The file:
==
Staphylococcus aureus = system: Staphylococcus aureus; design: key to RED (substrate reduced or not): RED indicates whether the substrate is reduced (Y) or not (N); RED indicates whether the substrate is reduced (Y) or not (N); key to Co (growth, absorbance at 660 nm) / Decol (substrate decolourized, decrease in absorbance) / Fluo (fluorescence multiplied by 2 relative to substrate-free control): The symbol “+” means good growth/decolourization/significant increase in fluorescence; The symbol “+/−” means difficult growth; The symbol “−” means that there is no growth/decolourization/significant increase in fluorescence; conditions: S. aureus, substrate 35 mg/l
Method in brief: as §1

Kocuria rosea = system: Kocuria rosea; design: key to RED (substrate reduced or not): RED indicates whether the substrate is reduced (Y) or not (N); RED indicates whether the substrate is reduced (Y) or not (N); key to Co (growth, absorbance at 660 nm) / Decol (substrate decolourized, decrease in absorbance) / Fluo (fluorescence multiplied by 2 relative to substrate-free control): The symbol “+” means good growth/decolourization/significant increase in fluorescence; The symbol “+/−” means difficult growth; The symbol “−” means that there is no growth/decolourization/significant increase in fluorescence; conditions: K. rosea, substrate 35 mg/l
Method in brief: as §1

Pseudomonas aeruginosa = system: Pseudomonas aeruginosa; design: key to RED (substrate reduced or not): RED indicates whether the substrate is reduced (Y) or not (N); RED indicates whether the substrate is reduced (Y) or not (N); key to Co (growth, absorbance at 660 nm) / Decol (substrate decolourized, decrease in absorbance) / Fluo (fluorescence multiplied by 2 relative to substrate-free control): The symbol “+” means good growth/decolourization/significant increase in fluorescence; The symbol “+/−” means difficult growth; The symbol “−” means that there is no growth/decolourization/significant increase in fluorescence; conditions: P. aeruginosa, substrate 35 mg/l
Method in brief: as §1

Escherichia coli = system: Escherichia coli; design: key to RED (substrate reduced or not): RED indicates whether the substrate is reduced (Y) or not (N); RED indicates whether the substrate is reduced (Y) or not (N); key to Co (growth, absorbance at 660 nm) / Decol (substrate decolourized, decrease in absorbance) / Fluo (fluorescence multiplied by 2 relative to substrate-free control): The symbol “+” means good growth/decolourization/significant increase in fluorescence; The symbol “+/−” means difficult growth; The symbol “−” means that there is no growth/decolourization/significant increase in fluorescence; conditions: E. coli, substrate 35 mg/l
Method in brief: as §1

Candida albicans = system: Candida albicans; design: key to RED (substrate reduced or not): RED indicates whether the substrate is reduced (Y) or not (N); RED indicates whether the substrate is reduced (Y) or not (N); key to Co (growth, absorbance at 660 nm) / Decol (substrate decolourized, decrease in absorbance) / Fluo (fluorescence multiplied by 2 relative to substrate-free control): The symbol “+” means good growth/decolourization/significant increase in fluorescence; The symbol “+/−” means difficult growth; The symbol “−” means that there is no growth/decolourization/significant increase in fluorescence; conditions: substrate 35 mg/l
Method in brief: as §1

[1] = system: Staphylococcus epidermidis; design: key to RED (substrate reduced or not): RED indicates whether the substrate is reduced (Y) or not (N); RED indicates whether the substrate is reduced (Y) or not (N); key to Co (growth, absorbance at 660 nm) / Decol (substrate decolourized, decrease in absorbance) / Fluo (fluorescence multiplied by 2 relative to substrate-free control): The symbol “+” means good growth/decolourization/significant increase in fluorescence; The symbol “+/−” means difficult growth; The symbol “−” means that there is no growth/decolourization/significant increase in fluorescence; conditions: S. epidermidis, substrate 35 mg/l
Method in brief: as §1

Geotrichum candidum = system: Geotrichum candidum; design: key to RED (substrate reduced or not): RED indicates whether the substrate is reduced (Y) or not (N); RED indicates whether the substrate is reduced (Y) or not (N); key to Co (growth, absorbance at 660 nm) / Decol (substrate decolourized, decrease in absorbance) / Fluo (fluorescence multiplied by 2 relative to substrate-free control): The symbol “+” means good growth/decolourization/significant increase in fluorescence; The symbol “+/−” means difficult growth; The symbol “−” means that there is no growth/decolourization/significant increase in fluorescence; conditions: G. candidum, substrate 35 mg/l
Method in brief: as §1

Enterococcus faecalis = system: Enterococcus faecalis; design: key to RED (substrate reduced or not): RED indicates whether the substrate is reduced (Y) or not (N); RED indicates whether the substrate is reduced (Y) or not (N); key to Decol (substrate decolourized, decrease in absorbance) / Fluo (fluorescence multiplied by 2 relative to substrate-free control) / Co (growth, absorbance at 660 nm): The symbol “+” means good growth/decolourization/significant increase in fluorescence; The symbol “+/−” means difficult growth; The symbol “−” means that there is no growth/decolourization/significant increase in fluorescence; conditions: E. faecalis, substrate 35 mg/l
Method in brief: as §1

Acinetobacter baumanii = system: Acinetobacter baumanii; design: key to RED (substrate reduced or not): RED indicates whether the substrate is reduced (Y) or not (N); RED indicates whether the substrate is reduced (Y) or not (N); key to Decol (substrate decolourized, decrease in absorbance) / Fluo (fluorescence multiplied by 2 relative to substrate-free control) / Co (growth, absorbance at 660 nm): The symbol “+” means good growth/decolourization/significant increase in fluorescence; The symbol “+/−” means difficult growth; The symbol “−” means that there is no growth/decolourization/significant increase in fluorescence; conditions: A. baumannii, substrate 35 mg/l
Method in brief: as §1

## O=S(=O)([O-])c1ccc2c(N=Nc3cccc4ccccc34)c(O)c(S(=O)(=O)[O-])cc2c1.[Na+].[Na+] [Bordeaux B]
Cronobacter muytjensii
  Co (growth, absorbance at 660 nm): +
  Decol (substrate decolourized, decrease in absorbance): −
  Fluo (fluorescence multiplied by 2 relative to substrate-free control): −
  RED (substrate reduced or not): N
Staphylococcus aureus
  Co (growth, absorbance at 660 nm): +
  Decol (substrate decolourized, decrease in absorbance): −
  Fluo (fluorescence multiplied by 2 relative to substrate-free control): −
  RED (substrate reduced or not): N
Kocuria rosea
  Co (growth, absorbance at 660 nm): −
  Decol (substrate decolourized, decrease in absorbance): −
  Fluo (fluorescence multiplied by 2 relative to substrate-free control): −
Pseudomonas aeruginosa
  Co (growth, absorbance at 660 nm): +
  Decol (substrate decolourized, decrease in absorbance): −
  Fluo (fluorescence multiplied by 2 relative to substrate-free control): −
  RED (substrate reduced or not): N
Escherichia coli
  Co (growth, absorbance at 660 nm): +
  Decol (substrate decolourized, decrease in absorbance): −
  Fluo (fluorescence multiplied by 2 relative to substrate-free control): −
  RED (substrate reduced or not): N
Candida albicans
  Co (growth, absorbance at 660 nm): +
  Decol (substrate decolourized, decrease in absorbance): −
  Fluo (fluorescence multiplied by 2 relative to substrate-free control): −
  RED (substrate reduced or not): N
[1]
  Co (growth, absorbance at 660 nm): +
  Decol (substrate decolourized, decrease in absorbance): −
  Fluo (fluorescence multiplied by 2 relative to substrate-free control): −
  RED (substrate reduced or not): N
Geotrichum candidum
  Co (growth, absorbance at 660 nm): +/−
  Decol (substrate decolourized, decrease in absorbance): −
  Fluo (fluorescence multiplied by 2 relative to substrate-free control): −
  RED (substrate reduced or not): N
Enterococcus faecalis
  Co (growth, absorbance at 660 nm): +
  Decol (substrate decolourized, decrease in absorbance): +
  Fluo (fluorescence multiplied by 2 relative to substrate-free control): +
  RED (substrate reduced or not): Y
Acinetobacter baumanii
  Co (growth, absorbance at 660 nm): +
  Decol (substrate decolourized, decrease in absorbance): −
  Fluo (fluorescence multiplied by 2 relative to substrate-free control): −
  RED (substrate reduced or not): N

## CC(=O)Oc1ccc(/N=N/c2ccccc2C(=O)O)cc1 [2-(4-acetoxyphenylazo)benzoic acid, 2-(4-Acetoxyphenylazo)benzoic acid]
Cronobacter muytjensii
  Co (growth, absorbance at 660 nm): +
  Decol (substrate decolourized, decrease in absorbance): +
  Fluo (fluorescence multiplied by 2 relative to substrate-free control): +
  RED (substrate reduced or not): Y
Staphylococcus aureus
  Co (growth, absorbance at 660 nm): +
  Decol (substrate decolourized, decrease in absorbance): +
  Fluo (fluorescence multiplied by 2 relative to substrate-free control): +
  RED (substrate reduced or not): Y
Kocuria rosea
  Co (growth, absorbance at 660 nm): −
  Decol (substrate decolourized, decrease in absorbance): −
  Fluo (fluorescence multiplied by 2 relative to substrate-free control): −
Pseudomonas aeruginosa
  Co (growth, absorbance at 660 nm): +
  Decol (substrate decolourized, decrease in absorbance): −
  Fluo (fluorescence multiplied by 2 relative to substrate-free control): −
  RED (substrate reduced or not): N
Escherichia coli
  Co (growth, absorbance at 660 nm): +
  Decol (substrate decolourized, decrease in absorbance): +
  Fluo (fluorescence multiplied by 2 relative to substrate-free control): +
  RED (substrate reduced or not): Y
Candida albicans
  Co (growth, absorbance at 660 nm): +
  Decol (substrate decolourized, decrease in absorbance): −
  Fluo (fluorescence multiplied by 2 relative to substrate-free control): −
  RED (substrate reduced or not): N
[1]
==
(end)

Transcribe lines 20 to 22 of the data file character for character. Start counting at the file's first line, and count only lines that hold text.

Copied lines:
Cronobacter muytjensii
  Co (growth, absorbance at 660 nm): +
  Decol (substrate decolourized, decrease in absorbance): −